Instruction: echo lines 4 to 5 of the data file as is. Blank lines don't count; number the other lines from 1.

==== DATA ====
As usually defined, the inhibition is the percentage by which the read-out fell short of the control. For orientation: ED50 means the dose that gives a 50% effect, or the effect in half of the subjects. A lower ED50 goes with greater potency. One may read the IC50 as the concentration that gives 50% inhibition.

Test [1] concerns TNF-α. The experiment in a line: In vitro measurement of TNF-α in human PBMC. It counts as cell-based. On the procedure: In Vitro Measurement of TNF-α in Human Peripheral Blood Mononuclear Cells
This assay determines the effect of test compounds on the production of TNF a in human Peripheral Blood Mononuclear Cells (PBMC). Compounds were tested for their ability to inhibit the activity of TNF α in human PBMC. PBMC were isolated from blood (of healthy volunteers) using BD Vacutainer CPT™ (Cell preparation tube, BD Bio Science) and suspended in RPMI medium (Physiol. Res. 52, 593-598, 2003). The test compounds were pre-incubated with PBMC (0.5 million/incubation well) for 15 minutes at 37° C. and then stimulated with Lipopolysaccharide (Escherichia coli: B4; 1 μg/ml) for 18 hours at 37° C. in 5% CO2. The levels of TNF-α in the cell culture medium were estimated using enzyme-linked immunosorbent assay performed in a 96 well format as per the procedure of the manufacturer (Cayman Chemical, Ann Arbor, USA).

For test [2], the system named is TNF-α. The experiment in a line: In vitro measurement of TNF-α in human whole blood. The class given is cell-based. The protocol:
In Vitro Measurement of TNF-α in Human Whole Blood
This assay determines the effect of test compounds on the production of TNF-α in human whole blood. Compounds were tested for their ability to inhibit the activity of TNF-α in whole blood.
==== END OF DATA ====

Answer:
For test [2], the system named is TNF-α. The experiment in a line: In vitro measurement of TNF-α in human whole blood. The class given is cell-based. The protocol:
In Vitro Measurement of TNF-α in Human Whole Blood